I use Autodesk Fusion 360 software for general 3D modeling work such as 3D printing, welding and other fabrication. I was trying to use Fusion 360 to design some new welding projects, primarily a new welding cart and another secret that I’ll reveal later :). However I couldn’t get the software to work today.
Today I discovered that I couldn’t make Windows 10 Pro 64-bit show me the hosts file. I wanted to make a few changes to the file for reaching some internal networks instead of memorizing IPs and found myself unable to do so. Ultimately I found a solution and it leads me to additional questions.
I just finished building a really nice Windows 10 home workstation to replace my aging and sluggish 2013 Mac Pro system. I store most of my data on CentOS 7 server with over 40TB of RAID backed storage volumes.
Today I ran a workshop with our newest network administrators; Our topic was denial of service mitigation. We currently utilize Arbor Peakflow Threat Management System to detect and scrub inbound attacks. Arbor is a phenomenal system capable of amazing performance. With the right tuning, templates and bandwidth it’s virtually handsfree. However some motivated attackers manage to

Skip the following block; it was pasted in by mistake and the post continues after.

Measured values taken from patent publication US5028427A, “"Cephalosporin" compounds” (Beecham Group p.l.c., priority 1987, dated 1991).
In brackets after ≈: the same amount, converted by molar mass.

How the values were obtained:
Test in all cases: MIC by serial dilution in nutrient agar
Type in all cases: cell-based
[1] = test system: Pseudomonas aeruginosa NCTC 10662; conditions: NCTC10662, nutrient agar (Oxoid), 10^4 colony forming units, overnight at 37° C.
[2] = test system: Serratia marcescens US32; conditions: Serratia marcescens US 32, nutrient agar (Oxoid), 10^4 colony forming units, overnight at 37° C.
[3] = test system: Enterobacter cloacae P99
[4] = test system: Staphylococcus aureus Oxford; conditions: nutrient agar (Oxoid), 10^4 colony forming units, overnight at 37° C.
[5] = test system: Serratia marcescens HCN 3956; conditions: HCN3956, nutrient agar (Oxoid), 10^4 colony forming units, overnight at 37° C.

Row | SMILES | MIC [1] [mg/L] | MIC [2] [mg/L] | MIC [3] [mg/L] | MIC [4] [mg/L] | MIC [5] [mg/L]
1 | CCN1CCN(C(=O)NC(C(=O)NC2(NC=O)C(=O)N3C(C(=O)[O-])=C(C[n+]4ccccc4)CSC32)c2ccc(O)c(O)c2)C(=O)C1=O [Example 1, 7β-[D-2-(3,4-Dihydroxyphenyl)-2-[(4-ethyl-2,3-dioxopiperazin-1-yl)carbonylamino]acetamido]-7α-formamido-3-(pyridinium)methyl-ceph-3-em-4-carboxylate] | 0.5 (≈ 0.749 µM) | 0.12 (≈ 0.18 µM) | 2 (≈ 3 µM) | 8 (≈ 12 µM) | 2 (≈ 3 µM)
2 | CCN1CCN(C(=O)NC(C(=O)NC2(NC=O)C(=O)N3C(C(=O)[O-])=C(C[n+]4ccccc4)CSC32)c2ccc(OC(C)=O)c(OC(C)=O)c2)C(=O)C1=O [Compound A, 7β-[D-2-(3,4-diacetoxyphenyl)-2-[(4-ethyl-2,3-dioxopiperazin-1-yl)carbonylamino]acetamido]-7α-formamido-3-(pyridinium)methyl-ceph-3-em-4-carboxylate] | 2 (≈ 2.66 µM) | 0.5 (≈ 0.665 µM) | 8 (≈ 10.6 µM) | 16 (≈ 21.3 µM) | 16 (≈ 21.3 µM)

I’ve encountered this issue several times on windows VMs (sadly need a few still) where modern versions of Windows, i.e. Windows 8 will occasionally prevent you from deleting a directory. One was a directory an installer created, in this case Open Office, which was not cleaned up due to a VM crash during the install
I’ve struggled to improve Samba (SMB) performance between my Mac Pro (Late 2013) running OS X Yosemite 10.10.2 and my CentOS 6.6 Linux server. The server has a large ZFS share with all my backups and archives as well as various KVM instances running off SSDs. My Mac Pro absolutely must access that ZFS share
Working on updating some ServerTech CDU firmware today I found that they wouldn’t connect to my fresh new FTP server. I checked my firewall, I checked my server log, and saw that they weren’t authenticating correctly:
A few months ago we all saw the dramatic boom in NTP reflection attacks. These attacks exceeded DNS reflection that was so common before it. At the time I was personally experiencing consistent 10 to 40+ Gbps attacks. After a while they started to die down in frequency and volume. I still see many NTP
Hey guys, not a long post today, but thought I’d throw out an easy little tip. I was installing some KVM guests on a CentOS 6.5 storage server and needed a VNC client for my OS X desktop. Found something neat that some of you may already know, but if not, it’s pretty cool.